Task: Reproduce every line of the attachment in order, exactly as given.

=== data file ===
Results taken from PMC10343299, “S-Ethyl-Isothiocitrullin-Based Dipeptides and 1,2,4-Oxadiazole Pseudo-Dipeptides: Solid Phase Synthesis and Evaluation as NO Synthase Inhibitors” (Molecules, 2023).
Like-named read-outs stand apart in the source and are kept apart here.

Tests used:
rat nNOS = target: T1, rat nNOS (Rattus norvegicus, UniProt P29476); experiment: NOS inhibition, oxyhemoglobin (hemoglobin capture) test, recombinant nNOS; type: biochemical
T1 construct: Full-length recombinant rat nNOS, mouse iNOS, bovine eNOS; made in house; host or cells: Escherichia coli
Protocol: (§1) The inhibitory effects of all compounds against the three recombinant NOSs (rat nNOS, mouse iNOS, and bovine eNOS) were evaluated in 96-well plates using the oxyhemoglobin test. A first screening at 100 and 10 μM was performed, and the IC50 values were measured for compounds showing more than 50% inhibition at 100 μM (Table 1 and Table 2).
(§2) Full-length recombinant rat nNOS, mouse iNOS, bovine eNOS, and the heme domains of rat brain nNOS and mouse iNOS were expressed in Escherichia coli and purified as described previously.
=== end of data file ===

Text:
Results taken from PMC10343299, “S-Ethyl-Isothiocitrullin-Based Dipeptides and 1,2,4-Oxadiazole Pseudo-Dipeptides: Solid Phase Synthesis and Evaluation as NO Synthase Inhibitors” (Molecules, 2023).
Like-named read-outs stand apart in the source and are kept apart here.

Tests used:
rat nNOS = target: T1, rat nNOS (Rattus norvegicus, UniProt P29476); experiment: NOS inhibition, oxyhemoglobin (hemoglobin capture) test, recombinant nNOS; type: biochemical
T1 construct: Full-length recombinant rat nNOS, mouse iNOS, bovine eNOS; made in house; host or cells: Escherichia coli
Protocol: (§1) The inhibitory effects of all compounds against the three recombinant NOSs (rat nNOS, mouse iNOS, and bovine eNOS) were evaluated in 96-well plates using the oxyhemoglobin test. A first screening at 100 and 10 μM was performed, and the IC50 values were measured for compounds showing more than 50% inhibition at 100 μM (Table 1 and Table 2).
(§2) Full-length recombinant rat nNOS, mouse iNOS, bovine eNOS, and the heme domains of rat brain nNOS and mouse iNOS were expressed in Escherichia coli and purified as described previously.